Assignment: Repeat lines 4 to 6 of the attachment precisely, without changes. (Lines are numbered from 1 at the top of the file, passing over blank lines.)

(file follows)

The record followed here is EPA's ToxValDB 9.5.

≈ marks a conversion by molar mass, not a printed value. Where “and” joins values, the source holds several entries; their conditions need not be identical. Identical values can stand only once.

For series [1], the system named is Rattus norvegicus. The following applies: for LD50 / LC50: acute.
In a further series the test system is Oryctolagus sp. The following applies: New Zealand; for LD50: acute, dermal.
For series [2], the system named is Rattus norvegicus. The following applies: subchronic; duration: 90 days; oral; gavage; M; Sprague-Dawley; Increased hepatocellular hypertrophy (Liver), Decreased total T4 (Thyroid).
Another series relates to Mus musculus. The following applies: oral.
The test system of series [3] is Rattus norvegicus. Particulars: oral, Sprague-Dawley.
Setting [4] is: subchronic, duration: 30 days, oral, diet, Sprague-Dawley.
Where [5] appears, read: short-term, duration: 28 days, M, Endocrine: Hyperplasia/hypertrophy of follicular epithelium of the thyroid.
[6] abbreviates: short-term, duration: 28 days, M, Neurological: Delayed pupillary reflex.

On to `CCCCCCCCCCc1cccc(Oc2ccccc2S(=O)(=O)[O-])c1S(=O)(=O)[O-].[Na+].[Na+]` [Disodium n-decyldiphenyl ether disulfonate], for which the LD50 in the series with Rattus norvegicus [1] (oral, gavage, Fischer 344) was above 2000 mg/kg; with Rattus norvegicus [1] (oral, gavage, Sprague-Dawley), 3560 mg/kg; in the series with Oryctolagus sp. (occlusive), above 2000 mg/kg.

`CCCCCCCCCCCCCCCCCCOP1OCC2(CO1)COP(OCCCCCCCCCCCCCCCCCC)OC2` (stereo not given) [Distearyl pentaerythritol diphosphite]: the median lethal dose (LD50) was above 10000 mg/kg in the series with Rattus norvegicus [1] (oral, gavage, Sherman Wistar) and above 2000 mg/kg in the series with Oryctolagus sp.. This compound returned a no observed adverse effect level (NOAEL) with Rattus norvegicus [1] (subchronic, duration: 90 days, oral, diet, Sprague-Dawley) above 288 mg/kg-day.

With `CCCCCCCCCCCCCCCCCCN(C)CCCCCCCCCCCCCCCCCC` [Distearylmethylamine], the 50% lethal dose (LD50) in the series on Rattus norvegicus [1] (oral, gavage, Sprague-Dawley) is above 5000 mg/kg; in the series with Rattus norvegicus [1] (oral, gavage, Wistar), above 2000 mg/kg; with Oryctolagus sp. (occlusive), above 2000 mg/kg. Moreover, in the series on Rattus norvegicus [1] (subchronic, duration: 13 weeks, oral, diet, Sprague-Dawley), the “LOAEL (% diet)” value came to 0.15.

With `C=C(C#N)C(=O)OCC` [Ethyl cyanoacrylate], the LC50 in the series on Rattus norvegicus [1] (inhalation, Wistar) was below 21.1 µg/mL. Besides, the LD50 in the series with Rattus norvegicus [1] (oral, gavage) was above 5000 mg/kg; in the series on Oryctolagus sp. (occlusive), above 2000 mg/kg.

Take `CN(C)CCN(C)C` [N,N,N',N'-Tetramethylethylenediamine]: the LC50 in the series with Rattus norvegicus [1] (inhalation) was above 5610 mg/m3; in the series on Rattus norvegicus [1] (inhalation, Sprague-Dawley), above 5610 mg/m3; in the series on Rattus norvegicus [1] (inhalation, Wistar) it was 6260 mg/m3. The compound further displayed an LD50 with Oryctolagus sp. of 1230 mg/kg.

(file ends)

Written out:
In a further series the test system is Oryctolagus sp. The following applies: New Zealand; for LD50: acute, dermal.
For series [2], the system named is Rattus norvegicus. The following applies: subchronic; duration: 90 days; oral; gavage; M; Sprague-Dawley; Increased hepatocellular hypertrophy (Liver), Decreased total T4 (Thyroid).
Another series relates to Mus musculus. The following applies: oral.